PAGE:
As long as combustion engines rule the streets and fill the skies with smog, it’s hard to imagine a sustainable future for transportation. Hydrogen fuel cells are promising renewable alternatives with only water and a small amount of heat as byproducts.
Fuel cells have lower or zero emissions compared to combustion engines, and they can be used in a wide range of applications, providing power for vehicles, power plants, buildings, and other systems. But amongst other things, they require expensive catalysts, which speed up important fuel cell reactions. The best catalyst has been platinum-group metals, which are incredibly expensive because they are extremely rare.
In new research led by the University at Buffalo, researchers describe how iron can be combined with nitrogen and carbon to produce a new catalyst that is efficient, durable, and inexpensive – the three main objectives the U.S. Department of Energy (DOE) has identified for fuel cell research.
Iron-based catalysts are less costly alternatives because iron is abundant and inexpensive. But it does not perform as well as platinum, especially because it lacks the durability to withstand the highly corrosive and oxidative environments inside fuel cells.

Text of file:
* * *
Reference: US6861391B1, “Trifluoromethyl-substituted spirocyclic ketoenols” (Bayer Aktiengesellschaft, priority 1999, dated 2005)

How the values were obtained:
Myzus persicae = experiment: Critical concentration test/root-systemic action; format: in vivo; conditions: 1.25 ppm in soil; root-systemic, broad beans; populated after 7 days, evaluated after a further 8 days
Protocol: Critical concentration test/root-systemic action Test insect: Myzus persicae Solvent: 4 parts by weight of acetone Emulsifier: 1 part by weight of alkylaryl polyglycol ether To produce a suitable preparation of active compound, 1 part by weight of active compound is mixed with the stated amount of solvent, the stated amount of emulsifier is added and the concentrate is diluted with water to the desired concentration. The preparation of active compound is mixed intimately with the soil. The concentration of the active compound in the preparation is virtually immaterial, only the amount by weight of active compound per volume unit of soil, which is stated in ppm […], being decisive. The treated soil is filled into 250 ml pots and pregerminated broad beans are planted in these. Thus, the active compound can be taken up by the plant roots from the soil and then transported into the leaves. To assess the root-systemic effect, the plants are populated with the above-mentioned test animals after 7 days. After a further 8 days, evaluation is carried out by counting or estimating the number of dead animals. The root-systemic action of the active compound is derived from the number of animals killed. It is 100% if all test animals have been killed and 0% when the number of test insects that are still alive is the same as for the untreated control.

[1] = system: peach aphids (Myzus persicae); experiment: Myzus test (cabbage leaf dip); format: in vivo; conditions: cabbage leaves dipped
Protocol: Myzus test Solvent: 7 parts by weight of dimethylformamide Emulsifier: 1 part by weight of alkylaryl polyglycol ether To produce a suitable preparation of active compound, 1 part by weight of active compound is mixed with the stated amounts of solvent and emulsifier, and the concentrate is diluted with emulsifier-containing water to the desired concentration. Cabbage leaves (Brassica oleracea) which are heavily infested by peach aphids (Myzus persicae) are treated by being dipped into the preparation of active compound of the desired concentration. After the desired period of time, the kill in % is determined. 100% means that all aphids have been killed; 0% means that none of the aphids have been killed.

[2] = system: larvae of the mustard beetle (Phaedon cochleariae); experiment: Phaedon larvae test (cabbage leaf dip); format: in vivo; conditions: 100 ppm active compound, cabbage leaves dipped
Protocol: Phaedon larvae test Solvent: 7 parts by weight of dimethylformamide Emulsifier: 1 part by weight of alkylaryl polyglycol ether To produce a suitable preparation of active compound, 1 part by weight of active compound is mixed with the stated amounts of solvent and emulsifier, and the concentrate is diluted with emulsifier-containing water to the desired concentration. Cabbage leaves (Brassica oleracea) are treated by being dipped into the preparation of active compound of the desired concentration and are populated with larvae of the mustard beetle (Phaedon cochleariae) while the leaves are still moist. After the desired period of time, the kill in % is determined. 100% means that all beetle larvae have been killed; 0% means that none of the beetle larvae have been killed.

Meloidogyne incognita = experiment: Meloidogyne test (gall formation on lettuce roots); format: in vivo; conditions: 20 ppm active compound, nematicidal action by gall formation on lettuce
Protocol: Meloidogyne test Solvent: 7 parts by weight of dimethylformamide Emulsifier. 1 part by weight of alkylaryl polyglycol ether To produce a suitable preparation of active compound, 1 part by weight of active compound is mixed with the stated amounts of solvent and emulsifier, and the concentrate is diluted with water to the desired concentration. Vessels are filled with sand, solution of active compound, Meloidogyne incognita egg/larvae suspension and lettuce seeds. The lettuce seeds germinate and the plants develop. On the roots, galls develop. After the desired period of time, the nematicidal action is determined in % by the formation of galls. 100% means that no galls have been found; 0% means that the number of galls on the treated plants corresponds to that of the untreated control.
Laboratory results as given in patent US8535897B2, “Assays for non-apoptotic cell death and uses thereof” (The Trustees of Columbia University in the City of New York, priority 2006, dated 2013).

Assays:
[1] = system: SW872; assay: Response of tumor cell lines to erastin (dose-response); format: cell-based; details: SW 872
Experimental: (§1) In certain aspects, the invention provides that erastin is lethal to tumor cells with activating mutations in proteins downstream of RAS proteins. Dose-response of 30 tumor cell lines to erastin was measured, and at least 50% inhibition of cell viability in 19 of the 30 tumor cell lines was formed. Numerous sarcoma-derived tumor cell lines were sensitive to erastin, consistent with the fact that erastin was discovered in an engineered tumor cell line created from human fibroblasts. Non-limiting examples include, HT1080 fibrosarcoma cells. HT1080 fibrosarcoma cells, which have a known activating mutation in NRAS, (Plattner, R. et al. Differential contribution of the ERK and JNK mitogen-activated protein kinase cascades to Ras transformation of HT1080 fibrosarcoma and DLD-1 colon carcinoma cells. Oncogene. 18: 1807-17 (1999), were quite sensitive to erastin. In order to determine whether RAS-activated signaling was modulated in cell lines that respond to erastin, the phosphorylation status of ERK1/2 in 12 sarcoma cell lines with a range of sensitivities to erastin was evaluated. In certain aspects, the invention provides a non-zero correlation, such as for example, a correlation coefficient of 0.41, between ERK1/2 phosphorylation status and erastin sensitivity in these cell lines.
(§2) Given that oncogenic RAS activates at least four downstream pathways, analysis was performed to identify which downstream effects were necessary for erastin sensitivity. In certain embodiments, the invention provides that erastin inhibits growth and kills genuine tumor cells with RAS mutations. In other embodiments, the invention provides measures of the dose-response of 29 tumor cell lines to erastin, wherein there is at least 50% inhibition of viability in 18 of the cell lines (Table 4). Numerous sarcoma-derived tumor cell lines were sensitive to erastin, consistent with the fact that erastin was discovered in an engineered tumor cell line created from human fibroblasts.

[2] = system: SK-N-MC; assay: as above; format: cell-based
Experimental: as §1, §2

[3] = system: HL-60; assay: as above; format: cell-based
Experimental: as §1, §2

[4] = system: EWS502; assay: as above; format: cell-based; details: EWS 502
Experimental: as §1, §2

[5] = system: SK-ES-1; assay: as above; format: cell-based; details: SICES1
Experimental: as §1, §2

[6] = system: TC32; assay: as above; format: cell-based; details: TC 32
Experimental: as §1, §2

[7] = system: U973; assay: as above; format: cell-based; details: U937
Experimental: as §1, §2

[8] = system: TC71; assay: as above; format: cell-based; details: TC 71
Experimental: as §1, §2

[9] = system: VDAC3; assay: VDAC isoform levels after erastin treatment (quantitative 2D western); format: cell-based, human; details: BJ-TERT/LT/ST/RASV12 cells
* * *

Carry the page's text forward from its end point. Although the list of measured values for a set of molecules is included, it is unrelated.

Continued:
To overcome this barrier, the researchers bonded four nitrogen atoms to the iron. The team then embedded the material in a few layers of graphene with accurate atomic control of local geometric and chemical structures. The resultant catalyst is believed to be the most efficient iron-based catalyst produced to date, exceeding the DOE’s 2025 target for electric current density. In tests, it achieved a durability rating that approaches platinum group catalysts.
“This has been years in the making,” says the study‘s lead author Gang Wu, Ph.D., professor of chemical and biological engineering at the UB School of Engineering and Applied Sciences. “We believe this is a significant breakthrough that will eventually help unleash the tremendous potential of hydrogen fuel cells.”
He believes that the iron-based catalyst could make hydrogen fuel cells much more affordable for commercial use. Next, the team plans to further improve the catalyst.
In addition to the University at Buffalo, the collaborative research team included members from Argonne National Laboratory; Carnegie Mellon University; Giner Inc.; Indiana University–Purdue University Indianapolis; Oak Ridge National Laboratory; Oregon State University; Purdue University; and the University of Pittsburgh.
meta: New efficient and inexpensive iron-based catalyst that can be a viable alternative to expensive platinum that has stymied commercialization of the eco-friendly fuel.